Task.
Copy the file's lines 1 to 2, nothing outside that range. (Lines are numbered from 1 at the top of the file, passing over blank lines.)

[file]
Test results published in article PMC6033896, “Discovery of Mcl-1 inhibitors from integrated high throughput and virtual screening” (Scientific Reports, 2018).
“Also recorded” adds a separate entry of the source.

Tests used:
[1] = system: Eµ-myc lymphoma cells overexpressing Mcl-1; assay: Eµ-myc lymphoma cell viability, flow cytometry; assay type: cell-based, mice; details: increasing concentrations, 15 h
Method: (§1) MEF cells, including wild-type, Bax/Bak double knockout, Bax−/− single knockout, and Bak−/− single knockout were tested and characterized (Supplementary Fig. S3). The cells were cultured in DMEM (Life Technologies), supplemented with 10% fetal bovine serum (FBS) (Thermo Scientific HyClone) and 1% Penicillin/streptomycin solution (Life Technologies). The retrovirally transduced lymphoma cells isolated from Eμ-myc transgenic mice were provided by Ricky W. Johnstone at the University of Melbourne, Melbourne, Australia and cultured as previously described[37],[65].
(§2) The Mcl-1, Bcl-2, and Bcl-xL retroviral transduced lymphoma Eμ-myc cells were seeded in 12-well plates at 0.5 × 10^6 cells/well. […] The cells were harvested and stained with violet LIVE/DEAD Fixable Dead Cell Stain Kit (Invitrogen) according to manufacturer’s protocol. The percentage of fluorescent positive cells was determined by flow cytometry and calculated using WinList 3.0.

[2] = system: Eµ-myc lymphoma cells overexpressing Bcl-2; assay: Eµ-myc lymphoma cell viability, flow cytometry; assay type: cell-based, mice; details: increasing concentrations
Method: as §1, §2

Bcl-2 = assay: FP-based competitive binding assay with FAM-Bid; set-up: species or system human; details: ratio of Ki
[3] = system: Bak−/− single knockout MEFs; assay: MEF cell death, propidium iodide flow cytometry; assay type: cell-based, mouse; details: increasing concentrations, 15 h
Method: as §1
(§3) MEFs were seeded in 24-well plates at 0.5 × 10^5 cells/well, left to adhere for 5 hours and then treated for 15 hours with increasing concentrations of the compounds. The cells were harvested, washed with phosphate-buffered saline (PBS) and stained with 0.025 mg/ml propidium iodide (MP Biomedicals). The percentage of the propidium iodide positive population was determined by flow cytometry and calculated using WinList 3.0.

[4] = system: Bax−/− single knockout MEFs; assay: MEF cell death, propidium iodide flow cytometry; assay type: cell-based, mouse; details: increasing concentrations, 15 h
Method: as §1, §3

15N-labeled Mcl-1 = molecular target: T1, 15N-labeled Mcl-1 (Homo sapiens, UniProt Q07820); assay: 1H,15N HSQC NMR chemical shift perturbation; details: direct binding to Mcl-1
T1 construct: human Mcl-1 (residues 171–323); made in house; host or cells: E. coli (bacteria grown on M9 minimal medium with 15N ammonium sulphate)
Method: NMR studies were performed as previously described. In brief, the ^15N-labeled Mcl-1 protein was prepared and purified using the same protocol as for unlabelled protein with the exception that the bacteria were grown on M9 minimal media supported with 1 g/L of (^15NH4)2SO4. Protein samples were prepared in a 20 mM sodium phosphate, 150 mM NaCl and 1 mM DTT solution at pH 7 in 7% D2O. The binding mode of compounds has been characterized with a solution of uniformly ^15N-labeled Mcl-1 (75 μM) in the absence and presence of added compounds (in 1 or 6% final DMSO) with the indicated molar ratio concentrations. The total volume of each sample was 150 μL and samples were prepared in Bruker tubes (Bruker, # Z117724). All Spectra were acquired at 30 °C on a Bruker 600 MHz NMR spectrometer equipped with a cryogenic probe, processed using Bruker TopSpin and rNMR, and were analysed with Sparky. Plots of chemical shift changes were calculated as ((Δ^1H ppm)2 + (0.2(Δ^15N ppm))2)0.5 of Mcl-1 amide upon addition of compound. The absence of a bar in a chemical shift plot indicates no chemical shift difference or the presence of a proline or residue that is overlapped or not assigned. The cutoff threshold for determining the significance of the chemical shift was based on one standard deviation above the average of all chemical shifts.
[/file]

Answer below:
Test results published in article PMC6033896, “Discovery of Mcl-1 inhibitors from integrated high throughput and virtual screening” (Scientific Reports, 2018).
“Also recorded” adds a separate entry of the source.